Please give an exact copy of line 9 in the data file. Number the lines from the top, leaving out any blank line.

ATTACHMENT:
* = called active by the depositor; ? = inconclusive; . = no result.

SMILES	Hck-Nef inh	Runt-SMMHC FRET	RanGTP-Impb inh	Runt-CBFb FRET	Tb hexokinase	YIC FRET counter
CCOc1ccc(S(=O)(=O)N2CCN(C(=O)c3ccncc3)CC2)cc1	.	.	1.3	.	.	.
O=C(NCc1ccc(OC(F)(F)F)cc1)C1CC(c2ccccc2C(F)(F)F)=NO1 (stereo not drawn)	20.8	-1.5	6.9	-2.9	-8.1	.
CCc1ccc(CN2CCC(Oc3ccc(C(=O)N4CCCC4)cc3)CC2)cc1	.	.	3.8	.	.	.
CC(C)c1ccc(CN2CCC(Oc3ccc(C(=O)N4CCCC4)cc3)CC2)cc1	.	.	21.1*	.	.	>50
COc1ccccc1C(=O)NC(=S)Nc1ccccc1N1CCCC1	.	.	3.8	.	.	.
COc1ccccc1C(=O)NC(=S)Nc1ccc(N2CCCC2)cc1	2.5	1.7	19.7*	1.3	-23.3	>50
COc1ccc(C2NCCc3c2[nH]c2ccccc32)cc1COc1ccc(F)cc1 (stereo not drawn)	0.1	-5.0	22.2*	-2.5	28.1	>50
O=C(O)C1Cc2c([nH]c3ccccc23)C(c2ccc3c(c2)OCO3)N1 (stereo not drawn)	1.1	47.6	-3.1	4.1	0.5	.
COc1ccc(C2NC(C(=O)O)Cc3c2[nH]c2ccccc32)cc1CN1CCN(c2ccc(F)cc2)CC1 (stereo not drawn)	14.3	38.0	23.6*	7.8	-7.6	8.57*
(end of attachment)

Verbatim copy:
COc1ccc(C2NCCc3c2[nH]c2ccccc32)cc1COc1ccc(F)cc1 (stereo not drawn)	0.1	-5.0	22.2*	-2.5	28.1	>50